We did the bourbon trail earlier this month. I find I like “wheated” bourbons the best. Anything with rye puts me off right away. I did some Serious CC Damage at the Makers Mark gift shop after the tour.  Liquor Barn in Lexington were enablers as well. They had a tasting bar with about 50 selections.
    I agree. Definitely like the wheated bourbons best.  Try 4 Roses single barrel, one of the few ryes I like
    Actually sipping that right now. It was suggested by the liquor barn bourbon expert. 
    Michiana, South of the border.
  • valleyboyvalleyboy Posts: 20
    Just finished a bottle last night.
  • stompboxstompbox Posts: 720
    Just looked it up and it is 29.99 here.  Will try it out sometime.
  • nlovoldnlovold Posts: 165
    Thanks @YukonRon !  I’ve been a heaven hill fan for a long time and recently have noticed EW Bonded is harder to come by in Indianapolis these days.  Your info may just explain what is going on.  Heaven Hill bonded is no longer distributed to Indy AFAIK.  What a great budget pour that is!
  • YukonRonYukonRon Posts: 12,218
    Don't forget, Bourbon and Beyond will be in Louisville in September. They have put together an impressive lineup for the event in September.

    Check out the brands that will be served.

    Oh yeah, the music won't be awful, either.
    Just sayin' it has potential to be a large time, of course, if you like bourbon and music.
    "Knowledge is Good" - Emil Faber

    XL and MM
    Louisville, Kentucky
  • 500500 Posts: 2,722

    Completely agree.  Bought a bottle a few months ago, tried it and went out and bought another.  This was my take on it, with my amateur palate...

    Opened a new one, to me. Here’s my sophomoric take on it; 
    McKenna 10/100
    Nose: Caramel and Butterscotch, Apple Pie Spice and baked pie crust. 
    Taste: Hot, Spice hit right off the bat, quickly followed by caramel covered apple. Oh yea. Third sip is the best. Honey buttered biscuits! Nutmeg and cinnamon and some ginger heat. So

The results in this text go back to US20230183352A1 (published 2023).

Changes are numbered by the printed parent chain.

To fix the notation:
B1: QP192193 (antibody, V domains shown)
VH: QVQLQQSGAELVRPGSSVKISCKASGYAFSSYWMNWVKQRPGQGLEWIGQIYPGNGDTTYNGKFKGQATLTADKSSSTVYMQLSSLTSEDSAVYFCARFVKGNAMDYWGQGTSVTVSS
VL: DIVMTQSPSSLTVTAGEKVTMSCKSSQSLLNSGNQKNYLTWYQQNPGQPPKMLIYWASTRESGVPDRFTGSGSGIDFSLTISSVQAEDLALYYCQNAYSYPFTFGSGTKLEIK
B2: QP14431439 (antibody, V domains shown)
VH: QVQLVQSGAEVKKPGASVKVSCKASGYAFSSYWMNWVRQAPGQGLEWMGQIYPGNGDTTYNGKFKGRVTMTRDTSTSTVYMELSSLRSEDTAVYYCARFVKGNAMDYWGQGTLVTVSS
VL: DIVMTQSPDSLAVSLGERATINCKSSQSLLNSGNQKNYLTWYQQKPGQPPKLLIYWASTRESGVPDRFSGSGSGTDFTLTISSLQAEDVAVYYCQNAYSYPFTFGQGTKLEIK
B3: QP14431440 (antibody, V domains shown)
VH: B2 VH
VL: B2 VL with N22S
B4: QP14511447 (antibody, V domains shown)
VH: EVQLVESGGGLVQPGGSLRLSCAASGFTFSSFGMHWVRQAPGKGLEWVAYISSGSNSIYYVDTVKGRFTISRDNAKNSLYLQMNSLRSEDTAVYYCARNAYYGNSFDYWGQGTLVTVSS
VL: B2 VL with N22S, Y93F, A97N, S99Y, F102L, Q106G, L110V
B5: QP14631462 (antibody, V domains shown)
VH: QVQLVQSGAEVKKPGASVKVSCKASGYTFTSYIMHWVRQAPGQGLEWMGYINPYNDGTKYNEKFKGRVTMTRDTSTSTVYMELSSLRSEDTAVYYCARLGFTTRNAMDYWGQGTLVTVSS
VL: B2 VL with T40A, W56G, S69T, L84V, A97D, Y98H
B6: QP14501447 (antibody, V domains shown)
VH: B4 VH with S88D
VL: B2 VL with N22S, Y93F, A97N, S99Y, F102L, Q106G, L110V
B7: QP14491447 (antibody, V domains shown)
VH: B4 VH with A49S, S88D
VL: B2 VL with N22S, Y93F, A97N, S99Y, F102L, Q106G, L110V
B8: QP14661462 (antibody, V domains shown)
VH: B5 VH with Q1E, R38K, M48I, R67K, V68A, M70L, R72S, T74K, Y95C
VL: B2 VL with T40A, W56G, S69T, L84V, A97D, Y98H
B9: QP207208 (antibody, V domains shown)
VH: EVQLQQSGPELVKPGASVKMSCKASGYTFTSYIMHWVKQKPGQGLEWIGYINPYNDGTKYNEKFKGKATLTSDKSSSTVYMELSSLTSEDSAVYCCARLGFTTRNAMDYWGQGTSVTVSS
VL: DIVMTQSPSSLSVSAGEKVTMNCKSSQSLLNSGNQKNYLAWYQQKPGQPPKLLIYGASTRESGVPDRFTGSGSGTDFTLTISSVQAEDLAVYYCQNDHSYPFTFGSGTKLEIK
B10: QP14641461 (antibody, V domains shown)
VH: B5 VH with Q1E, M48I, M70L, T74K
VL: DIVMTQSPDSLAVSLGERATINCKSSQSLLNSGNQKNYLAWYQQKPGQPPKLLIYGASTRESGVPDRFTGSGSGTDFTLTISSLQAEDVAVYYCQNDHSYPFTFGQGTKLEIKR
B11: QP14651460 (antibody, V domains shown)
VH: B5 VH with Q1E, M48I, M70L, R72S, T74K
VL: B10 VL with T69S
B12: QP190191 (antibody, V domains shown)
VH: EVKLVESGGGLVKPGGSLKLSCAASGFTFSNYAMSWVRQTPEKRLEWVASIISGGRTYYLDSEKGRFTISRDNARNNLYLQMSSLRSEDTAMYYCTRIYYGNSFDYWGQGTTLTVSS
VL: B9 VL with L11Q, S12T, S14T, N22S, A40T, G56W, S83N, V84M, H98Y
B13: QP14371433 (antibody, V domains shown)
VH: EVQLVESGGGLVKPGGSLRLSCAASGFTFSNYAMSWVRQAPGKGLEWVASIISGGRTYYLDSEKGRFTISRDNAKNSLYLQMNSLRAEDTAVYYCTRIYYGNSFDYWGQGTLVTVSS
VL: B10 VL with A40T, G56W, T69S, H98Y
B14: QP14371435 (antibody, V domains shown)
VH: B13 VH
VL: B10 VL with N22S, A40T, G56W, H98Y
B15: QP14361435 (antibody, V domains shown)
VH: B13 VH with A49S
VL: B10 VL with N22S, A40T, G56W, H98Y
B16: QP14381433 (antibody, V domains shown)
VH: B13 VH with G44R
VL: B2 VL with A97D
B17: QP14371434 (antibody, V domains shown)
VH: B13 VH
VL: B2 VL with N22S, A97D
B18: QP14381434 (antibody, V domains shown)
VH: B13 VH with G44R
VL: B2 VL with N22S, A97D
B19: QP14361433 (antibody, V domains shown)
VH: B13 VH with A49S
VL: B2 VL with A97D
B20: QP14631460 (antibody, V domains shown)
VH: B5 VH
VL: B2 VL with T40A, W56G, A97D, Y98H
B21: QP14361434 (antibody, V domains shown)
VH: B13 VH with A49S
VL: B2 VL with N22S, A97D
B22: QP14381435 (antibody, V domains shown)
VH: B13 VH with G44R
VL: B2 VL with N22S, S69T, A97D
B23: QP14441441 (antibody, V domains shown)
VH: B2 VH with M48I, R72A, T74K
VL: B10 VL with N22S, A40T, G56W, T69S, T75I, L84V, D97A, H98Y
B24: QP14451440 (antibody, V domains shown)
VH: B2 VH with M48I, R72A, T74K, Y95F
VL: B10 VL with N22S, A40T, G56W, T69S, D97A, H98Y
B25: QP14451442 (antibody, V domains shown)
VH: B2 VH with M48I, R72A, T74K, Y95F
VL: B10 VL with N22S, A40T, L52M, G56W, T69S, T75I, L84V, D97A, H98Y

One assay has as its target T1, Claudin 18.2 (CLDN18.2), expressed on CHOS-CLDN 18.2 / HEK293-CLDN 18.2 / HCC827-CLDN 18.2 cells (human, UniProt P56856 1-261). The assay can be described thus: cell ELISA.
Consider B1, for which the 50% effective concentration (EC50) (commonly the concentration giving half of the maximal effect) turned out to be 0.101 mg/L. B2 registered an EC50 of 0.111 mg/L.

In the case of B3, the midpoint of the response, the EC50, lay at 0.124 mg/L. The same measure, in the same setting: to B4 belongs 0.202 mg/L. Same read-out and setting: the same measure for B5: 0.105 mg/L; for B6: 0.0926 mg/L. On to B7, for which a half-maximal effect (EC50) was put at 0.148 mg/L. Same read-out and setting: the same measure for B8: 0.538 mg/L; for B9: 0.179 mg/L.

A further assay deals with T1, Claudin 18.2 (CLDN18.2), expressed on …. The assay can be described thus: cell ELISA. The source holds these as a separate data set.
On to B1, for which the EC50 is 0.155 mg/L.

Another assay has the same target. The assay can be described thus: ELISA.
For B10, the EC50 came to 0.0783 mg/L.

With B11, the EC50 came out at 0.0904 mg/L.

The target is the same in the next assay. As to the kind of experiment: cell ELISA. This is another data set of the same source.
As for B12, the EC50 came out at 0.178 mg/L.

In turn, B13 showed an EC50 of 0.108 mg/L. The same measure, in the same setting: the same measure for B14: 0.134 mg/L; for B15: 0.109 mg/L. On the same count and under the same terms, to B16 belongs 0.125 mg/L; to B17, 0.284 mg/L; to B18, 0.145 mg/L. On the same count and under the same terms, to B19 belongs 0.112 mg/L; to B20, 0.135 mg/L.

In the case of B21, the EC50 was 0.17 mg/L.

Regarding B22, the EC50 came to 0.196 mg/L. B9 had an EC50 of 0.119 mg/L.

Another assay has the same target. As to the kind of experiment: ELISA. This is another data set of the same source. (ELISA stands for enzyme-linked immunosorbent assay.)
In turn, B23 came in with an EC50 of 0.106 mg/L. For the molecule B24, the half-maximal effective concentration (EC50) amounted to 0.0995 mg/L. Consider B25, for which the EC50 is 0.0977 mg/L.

Tasty. Sorry I can’t explain. Just damn good. Still some heat but never harsh and burning. Vanilla icing. This works for me. Corn bread from a cast iron skillet. Some oak but not smoky or charred. Apple wood smoke. I’m gonna finish this before the ice melts. I hardly ever do that. I taste the last slug and catch myself chewing it. Yes I recommend this. Wait, no don’t buy this ever. I don’t want this to be like George T. Stagg and become rare like a unicorn.


    Large BGE; Midlothian, Virginia
    I like Pig Butts and I can not lie.
    "Barbecue is a journey, one meal at a time."
  • ColtsFanColtsFan Posts: 1,772
    I gotta find new friends 
    Two large BGE, KJ Jr, 36" Blackstone, FlameBoss 300
    Follow me on Instagram @ hoosier_egger
    Bloomington, IN - Hoo Hoo Hoo Hoosiers!
  • YukonRonYukonRon Posts: 12,218
    ColtsFan said:
    I gotta find new friends 
    So very sorry. No. Not really. Enjoy!
    "Knowledge is Good" - Emil Faber

    XL and MM
    Louisville, Kentucky
  • 500500 Posts: 2,722
    I like that you got bottles from different barrels, @ColtsFan.  Each bottle with taste a little different.
    Large BGE; Midlothian, Virginia
    I like Pig Butts and I can not lie.
    "Barbecue is a journey, one meal at a time."
  • Killit_and_GrillitKillit_and_Grillit Posts: 3,287
    Ron last week that had a boatload of it in our mega liquor store if you want me to pick a few up for you. 

    Its tasty stuff. I love that Elijah Craig small batch though. Definitely a top 10 for me.  

    "Brought to you by bourbon, bacon, and a series of questionable life decisions."

    South of Nashville, TN

  • YukonRonYukonRon Posts: 12,218
    edited May 14
    Ron last week that had a boatload of it in our mega liquor store if you want me to pick a few up for you. 

    Its tasty stuff. I love that Elijah Craig small batch though. Definitely a top 10 for me.  
    @Killit_and_Grillit
    I can get it here in Louisville, without much of a problem, but the distance in radius from here seems to be a sweet spot of about 200 miles, after that, places that have large quantities are few and if you do find it in mass quantities, it is likely the end of the inventory until the next release.
    "Knowledge is Good" - Emil Faber

    XL and MM
    Louisville, Kentucky
  • ColtsFanColtsFan Posts: 1,772
    I have to say, it's a damn good pour.

    Thanks for the FYI, @YukonRon


    Two large BGE, KJ Jr, 36" Blackstone, FlameBoss 300
    Follow me on Instagram @ hoosier_egger
    Bloomington, IN - Hoo Hoo Hoo Hoosiers!
  • YukonRonYukonRon Posts: 12,218
    ColtsFan said: